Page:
Before you say, “I’m tired of hearing about volunteering,” take time to read what I have to say. I’ve ignored newspaper articles on what’s happening in the labor market because, quite honestly, they depress me.
But this morning I was drawn to an article that offered no groundbreaking great news; in fact it was dismal. But through the fog of negative reporting, there was one bit of good advice.
The article of which I speak appeared in the Boston Globe (Sunday, 9/18/2011). It pointed out the difficulties veteran workers in the IT sector are having getting jobs due to lack of experience. One example given was a software engineer proficient in C++ but lacking Java.
In certain positions, like software engineering, the disparity in technica skills is hard to overlook. But there is hope, as long as you’re willing to invest the time to overcome a deficiency you have in your skills.
I wrote an article on the importance of volunteering while conducting your job search, and I stressed volunteering at a company for which you’d consider working. There are two major reasons for this. First, you can network more efficiently while you’re back in the industry among professionals who are privy to possibilities, and who would like to help you.
Second, you can enhance your skills and learn new ones. The situation where the software engineer lacks Java experience is a perfect example. Taking courses will certainly give you some knowledge in the software required to land a job, but hands-on experience using the software is far more valuable. And sometimes required by recruiters, according to the article:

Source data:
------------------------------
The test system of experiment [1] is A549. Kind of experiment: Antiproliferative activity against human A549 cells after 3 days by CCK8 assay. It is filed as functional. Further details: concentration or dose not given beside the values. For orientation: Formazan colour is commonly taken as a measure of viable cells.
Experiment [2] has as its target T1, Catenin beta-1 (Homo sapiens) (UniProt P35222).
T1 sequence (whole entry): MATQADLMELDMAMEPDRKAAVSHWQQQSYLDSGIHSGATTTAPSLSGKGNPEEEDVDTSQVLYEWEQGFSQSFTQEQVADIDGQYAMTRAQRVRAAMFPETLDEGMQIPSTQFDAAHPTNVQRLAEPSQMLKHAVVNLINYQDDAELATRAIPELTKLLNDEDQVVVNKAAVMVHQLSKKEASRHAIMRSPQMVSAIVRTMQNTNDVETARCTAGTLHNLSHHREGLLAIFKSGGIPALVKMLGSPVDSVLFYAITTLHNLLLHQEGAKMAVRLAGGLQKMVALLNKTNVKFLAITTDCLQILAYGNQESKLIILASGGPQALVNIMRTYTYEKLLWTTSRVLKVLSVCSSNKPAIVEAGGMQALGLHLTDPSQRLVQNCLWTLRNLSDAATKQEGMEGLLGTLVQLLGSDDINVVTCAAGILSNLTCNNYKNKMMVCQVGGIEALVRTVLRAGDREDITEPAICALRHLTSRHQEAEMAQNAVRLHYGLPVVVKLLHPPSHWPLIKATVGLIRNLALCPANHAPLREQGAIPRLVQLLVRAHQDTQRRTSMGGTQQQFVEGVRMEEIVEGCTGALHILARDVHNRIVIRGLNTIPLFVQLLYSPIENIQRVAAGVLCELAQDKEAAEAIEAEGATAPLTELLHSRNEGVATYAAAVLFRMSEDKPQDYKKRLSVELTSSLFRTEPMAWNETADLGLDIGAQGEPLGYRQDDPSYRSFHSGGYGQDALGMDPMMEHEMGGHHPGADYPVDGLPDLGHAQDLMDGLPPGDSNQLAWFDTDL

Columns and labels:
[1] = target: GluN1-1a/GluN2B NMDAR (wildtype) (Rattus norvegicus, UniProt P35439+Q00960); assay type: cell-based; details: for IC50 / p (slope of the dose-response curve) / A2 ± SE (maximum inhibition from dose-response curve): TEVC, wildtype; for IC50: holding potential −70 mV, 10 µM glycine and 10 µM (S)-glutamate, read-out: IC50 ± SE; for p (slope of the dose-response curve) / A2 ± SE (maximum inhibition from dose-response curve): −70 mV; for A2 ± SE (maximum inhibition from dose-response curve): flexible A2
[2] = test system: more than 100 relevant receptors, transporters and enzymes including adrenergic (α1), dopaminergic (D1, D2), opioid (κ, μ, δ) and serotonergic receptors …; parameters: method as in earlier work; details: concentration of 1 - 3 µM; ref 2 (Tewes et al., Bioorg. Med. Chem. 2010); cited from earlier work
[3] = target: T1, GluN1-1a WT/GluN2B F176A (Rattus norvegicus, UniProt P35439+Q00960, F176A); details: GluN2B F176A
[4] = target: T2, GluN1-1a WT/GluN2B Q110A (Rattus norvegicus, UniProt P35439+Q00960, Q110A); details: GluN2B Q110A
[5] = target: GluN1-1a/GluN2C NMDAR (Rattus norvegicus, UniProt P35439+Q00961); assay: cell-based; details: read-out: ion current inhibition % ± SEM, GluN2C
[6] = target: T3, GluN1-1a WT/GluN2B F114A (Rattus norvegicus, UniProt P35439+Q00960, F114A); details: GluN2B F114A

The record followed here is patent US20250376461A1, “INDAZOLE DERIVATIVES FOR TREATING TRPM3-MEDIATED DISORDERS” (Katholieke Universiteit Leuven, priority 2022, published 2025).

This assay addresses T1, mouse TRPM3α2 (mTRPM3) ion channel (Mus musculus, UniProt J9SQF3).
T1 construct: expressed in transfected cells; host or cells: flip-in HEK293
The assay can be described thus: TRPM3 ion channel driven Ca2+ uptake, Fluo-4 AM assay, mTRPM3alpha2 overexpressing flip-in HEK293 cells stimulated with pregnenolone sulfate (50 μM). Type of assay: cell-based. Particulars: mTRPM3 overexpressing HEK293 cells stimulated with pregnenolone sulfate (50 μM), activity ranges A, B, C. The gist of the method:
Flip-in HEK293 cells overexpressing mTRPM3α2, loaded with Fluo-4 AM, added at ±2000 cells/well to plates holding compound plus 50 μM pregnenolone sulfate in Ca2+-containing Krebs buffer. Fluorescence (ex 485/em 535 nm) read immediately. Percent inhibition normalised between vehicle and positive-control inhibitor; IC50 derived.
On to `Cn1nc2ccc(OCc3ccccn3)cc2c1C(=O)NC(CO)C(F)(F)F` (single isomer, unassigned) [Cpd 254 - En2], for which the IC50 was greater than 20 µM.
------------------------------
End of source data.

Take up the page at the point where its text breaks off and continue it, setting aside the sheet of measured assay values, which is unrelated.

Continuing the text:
“The ability to learn new skills is rarely at the top of a recruiter’s job orders; many companies demand candidates with skills that perfectly match their requirements.”
I had a jobseeker who worked at Raytheon, where she was a productive engineer using C++. She never had training using Java, as it was not required for her position. As she combed the want ads, she discovered that the majority of jobs available were for Java developers. She was in a hole. But she wasn’t going to give up. I would see her reading texts books on Java scripting.
The solution, as stated above, is to gain hands-on experience in a skill that you’re lacking. Continue to self-educate yourself on the skills you notice are in demand, as my jobseeker did; but go one step further and approach companies in your industry that need engineers, marketers, sales people, nurses, accountants, etc., and volunteer your services—with an understanding that you’re not looking for a job at said companies.
This is precisely what the Boston Globe reported: “’If you want to be anywhere close to the cutting edge, you can’t expect that you’ll have a [paying] job when you start,’ said Stephen Flavin, dean of academic and corporate development at Worcester Polytechnic Institute. ‘If you really want to learn it you have to volunteer your time.’’’
I hope that if you’re in this situation, you won’t give up hope. Many of my jobseekers have landed jobs in their field by volunteering; some of them at the company for which they volunteered.
We all know that time is limited. If your present, demanding job requires only “some” skills how are you going to evolve?
See if you can get training for future assignments. I’m asking for training and have justify it later this week. I’ll say it will be an investment for the company. Always phrase it in terms how your advanced knowledge will help the company/organization.